Origin: Castilla y León, Burgos
Olla podrida in Spanish means rotten pot. We know it's not a very tasty name, but the dish that carries it is. Olla Podrida is an excellent example of Spanish food: chickpeas, meat (specially pork) and lots of flavor.
According to some versions, it's rather curious name was intended as olla poderida (which would mean powerful), either because of its ingredients or because in the past only rich people could afford it. However another theory says that the name comes from its very slow cooking on the fire, so slow in fact that the products obtain a very soft texture.
It's originally from Burgos (Castilla y León) and it's cousin of cocido madrileño.There are many stews in Spain that receive the name of "olla" (pot) or cocido (cooked), though it refers to the same. Traditionally ollas were cooked very slowly in large pots, and their characteristic is the variety of ingredients: legumes, vegetables and meat, and olla podrida is its best representative, it was even called the princess of ollas during the Spanish golden age and it was elevated to the category of symbol of the Spanish cuisine by many writers such as Cervantes and Lope de Vega and is even mention by Don Quixote.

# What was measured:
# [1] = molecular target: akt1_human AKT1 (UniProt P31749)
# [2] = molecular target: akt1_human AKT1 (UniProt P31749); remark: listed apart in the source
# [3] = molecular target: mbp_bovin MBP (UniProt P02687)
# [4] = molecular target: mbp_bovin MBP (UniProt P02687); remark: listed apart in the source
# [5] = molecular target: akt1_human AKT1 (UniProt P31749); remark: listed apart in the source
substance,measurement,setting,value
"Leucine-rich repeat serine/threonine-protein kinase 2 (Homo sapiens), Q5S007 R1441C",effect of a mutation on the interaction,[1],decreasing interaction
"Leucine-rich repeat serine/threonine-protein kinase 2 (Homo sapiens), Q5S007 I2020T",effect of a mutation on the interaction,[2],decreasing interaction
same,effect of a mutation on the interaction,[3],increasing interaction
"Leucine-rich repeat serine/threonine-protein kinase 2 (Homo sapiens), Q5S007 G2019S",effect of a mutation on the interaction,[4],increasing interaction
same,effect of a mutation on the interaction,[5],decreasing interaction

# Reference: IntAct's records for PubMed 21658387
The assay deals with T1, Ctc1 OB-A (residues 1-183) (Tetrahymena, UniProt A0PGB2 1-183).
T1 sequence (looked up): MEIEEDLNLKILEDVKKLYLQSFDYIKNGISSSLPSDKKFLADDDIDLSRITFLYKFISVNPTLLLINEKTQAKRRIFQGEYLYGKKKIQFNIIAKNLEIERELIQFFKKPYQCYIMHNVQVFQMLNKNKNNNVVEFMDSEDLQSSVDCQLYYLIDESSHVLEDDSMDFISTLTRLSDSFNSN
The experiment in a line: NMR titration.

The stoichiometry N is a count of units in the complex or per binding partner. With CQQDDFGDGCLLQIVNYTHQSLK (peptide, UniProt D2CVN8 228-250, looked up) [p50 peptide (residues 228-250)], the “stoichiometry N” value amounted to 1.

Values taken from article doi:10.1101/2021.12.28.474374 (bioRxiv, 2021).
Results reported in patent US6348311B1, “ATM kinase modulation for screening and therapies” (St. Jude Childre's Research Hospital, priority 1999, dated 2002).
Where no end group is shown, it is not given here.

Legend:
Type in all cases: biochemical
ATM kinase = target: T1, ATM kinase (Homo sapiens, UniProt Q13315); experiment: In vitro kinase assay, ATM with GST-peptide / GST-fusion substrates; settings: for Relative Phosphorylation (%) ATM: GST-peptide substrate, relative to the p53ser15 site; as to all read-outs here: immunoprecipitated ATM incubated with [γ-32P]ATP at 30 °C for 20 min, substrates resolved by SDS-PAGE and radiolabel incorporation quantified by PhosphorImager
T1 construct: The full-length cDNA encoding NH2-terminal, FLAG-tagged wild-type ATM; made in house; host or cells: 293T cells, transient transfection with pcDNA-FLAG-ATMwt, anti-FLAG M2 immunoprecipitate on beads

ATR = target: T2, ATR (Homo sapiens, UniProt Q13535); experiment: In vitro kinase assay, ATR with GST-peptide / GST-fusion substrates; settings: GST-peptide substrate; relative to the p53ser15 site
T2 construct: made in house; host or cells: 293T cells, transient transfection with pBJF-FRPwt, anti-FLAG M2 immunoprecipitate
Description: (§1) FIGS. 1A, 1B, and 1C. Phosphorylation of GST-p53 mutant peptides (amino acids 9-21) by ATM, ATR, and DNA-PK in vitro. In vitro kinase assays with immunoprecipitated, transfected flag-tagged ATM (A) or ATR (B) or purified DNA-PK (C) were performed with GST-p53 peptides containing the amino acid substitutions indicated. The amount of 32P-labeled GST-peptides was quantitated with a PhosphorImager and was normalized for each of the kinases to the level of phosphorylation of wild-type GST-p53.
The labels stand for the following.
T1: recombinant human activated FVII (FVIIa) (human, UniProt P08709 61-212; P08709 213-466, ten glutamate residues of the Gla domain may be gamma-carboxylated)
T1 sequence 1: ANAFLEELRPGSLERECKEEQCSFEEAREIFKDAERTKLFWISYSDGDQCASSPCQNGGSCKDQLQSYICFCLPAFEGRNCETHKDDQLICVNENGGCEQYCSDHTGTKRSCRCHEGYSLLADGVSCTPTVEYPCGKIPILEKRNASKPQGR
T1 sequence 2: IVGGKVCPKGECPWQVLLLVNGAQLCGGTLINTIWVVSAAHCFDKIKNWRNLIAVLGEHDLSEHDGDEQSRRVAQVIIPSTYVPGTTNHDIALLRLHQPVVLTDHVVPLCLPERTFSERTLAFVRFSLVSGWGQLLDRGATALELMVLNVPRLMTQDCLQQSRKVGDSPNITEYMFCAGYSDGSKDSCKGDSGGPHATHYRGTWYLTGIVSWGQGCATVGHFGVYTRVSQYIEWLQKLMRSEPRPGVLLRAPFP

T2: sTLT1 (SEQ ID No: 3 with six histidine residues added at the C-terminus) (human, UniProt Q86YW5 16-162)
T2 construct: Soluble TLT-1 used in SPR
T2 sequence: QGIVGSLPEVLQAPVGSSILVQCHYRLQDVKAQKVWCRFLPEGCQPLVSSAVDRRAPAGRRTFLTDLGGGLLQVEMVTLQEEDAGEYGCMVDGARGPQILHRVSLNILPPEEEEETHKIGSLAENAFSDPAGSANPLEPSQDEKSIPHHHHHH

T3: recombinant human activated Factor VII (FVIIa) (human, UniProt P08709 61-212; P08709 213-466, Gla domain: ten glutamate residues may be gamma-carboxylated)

During the second half of the 19th century olla podrida was almost extinguished in Spain, but France had already inherited it when Queen Anne of Austria (consort of Louis XIII) brought it to the French courts tables.
Olla podrida's name changed to "pot-pourrí" which is the current word for dried plants and flowers all mixed together as air freshener. Nowadays the dish has reappeared and it's easy to find, specially in Burgos and surroundings towns.
Olla podrida is mostly consumed during the winter due to its high caloric content. We recommend you ask the locals for the best olla podrida in town.
Ingredients (10 portions):
*Most of these ingredients are dispensable.